Detection and Monitoring of MicroRNA Expression in Developing Mouse Brain and Fixed Brain Cryosections

  • Davide De Pietri Tonelli
  • Yoanne M. Clovis
  • Wieland B. Huttner
Part of the Methods in Molecular Biology book series (MIMB, volume 1092)


MicroRNAs (miRNAs) are 20−25 nucleotide long, noncoding, and single-strand RNAs that have been found in almost all organisms and shown to exert essential roles by regulating the stability and translation of target mRNAs. In mammals most miRNAs show tissue specific and developmentally regulated expression. Approximately 70 % of all miRNAs are expressed in the brain and a growing number of studies have shown that miRNAs can modulate both brain development function and dysfunction. Moreover, miRNAs have been involved in a variety of human pathologies, including cancer and diabetes and are rapidly emerging as new potential drug targets. In order to further characterize miRNA functions, it is therefore crucial to develop techniques enabling their detection in tissues (both fixed and in vivo) with single-cell resolution. Here, we describe methods for the detection/monitoring of miRNA expression, that can be applied in both developing embryos and fixed samples, which we and others have applied to the investigation of both embryonal and postnatal neurogenesis in mice, but also in zebrafish, and cell cultures.

Key words

Development Neurogenesis MicroRNAs In utero electroporation In situ hybridization 


  1. 1.
    Fietz SA, Huttner WB (2011) Cortical progenitor expansion, self-renewal and neurogenesis—a polarized perspective. Curr Opin Neurobiol 21:23–35PubMedCrossRefGoogle Scholar
  2. 2.
    Pasquinelli AE (2012) MicroRNAs and their targets: recognition, regulation and an emerging reciprocal relationship. Nat Rev. Genet 13(4):271–282PubMedGoogle Scholar
  3. 3.
    De Pietri Tonelli D, Pulvers JN, Haffner C, Murchison EP, Hannon GJ, Huttner WB (2008) miRNAs are essential for survival and differentiation of newborn neurons but not for expansion of neural progenitors during early neurogenesis in the mouse embryonic neocortex. Development 135:3911–3921PubMedCrossRefGoogle Scholar
  4. 4.
    Clovis YM, Enard W, Marinaro F, Huttner WB, De Pietri Tonelli D (2012) Convergent repression of Foxp2 3’UTR by miR-9 and miR-132 in embryonic mouse neocortex: implications for radial migration of neurons. Development 139(18):3332–3342PubMedCrossRefGoogle Scholar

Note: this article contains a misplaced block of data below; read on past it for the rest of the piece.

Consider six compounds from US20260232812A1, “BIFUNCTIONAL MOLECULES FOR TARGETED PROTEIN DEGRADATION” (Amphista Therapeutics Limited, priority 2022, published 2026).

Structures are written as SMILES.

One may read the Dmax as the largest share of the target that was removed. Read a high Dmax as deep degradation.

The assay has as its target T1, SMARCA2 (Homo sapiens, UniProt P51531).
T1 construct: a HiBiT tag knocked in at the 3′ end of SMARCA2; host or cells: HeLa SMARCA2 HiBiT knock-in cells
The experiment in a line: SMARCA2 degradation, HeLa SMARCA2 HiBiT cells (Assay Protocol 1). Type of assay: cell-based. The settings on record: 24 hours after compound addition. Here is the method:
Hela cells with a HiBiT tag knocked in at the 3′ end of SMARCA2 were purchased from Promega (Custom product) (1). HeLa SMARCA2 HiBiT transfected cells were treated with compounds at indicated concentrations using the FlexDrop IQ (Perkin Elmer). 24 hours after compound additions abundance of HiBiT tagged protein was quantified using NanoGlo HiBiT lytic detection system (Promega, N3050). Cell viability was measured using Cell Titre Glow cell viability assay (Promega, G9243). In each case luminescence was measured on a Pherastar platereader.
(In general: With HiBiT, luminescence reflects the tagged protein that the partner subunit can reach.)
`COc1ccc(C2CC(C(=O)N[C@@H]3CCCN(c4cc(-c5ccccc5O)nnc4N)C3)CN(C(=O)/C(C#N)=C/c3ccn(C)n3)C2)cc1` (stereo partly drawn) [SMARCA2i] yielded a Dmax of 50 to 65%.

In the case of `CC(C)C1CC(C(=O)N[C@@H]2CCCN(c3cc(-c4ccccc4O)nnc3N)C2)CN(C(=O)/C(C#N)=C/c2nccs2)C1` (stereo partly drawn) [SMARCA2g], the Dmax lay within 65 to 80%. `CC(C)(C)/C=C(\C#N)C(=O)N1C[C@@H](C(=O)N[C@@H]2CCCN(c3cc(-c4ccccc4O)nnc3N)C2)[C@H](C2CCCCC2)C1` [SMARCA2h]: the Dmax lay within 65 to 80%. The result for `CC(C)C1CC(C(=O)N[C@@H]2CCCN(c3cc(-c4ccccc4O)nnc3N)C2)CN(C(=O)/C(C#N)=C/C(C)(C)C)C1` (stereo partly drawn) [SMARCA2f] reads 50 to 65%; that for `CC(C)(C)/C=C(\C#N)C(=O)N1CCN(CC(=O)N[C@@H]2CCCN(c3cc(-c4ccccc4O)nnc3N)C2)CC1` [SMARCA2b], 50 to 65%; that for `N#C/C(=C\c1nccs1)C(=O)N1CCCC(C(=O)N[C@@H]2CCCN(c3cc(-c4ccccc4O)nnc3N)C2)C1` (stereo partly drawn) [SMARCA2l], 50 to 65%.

5. 5.
    Nigro A, Menon R, Bergamaschi A, Clovis YM, Baldi A, Ehrmann M, Comi G, De Pietri Tonelli D, Farina C, Martino G, Muzio L (2012) MiR-30e and miR-181d control radial glia cell proliferation via HtrA1 modulation. Cell Death Dis. 3:e360. doi:10.1038/cddis. 2012.98PubMedGoogle Scholar
  6. 6.
    McNeill E, Van Vactor D (2012) MicroRNAs shape the neuronal landscape. Neuron. 75(3):363–379PubMedCrossRefGoogle Scholar
  7. 7.
    Li X, Jin P (2010) Roles of small regulatory RNAs in determining neuronal identity. Nat Rev Neurosci 11:329–338PubMedCrossRefGoogle Scholar
  8. 8.
    De Pietri Tonelli D, Calegari F, Fei JF, Nomura T, Osumi N, Heisenberg CP, Huttner WB (2006) Single-cell detection of microRNAs in developing vertebrate embryos after acute administration of a dual-fluorescence reporter/sensor plasmid. Biotechniques 41:727–732PubMedCrossRefGoogle Scholar
  9. 9.
    Obernosterer G, Martinez J, Alenius M (2007) Locked nucleic acid-based in situ detection of microRNAs in mouse tissue sections. Nat Protoc 2:1508–1514PubMedCrossRefGoogle Scholar
  10. 10.
    Trinh LA, McCutchen MD, Bonner-Fraser M, Fraser SE, Bumm LA, McCauley DW (2007) Fluorescent in situ hybridization employing the conventional NBT/BCIP chromogenic stain. Biotechniques 42:756–759CrossRefGoogle Scholar
  11. 11.
    Osumi N, Inoue T (2001) Gene transfer into cultured mammalian embryos by electroporation. Methods 24:35–42PubMedCrossRefGoogle Scholar

Copyright information

© Springer Science+Business Media, New York 2014

Authors and Affiliations

  • Davide De Pietri Tonelli
    • 1
  • Yoanne M. Clovis
    • 1
  • Wieland B. Huttner
    • 2
  1. 1.Department of Neuroscience and Brain TechnologiesIstituto Italiano di TecnologiaGenoaItaly
  2. 2.Max Planck Institute of Molecular Cell Biology and GeneticsDresdenGermany

Personalised recommendations